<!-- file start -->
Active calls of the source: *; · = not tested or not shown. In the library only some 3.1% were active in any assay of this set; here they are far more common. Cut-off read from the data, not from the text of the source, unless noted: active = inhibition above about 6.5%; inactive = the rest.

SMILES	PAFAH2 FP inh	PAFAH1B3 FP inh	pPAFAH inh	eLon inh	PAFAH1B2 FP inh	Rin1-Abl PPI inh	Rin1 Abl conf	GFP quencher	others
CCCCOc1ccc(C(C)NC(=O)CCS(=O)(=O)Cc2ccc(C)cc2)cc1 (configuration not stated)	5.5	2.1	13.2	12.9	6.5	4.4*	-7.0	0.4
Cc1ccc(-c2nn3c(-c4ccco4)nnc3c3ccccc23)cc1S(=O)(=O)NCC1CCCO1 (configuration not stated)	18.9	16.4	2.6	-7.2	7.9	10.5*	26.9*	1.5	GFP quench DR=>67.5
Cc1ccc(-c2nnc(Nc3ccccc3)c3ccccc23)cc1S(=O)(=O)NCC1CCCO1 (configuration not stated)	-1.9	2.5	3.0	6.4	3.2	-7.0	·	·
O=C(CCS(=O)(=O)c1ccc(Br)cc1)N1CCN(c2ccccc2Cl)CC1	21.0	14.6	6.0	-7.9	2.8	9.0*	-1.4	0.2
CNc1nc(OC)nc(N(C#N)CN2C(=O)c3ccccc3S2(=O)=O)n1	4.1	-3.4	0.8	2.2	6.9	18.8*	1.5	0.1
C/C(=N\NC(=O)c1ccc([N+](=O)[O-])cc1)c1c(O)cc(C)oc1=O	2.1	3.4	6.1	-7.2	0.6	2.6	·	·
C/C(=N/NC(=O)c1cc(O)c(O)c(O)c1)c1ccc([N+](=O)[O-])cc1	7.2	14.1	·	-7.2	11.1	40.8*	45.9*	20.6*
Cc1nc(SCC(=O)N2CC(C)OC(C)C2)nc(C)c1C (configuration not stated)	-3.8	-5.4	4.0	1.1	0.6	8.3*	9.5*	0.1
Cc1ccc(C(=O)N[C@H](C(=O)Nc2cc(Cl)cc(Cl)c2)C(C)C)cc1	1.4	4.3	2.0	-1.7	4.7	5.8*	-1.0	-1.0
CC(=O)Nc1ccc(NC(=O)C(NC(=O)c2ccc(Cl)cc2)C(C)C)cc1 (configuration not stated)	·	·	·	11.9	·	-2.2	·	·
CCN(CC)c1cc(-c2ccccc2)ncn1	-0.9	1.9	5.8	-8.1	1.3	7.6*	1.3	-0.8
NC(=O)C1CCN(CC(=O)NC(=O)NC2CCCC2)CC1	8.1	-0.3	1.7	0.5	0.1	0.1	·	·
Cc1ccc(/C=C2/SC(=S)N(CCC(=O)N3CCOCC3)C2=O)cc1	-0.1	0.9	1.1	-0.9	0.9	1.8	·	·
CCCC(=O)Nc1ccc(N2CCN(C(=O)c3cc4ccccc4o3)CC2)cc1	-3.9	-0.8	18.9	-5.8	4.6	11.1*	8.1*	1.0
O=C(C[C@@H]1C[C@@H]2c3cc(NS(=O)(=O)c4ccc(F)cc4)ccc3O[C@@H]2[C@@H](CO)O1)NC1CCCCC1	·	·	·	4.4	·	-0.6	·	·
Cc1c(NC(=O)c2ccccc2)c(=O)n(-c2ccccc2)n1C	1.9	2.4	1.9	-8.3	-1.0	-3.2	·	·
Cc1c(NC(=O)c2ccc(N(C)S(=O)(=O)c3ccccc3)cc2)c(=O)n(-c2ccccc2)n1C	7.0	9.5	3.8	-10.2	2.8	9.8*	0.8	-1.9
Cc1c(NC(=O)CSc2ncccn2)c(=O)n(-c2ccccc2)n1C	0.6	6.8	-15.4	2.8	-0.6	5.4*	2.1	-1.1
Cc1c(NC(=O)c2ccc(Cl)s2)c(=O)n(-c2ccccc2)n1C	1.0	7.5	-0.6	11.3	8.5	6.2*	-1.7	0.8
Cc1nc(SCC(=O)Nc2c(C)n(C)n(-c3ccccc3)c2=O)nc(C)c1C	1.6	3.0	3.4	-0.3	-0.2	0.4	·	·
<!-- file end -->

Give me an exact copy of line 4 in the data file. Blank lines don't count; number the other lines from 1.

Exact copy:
Cc1ccc(-c2nn3c(-c4ccco4)nnc3c3ccccc23)cc1S(=O)(=O)NCC1CCCO1 (configuration not stated)	18.9	16.4	2.6	-7.2	7.9	10.5*	26.9*	1.5	GFP quench DR=>67.5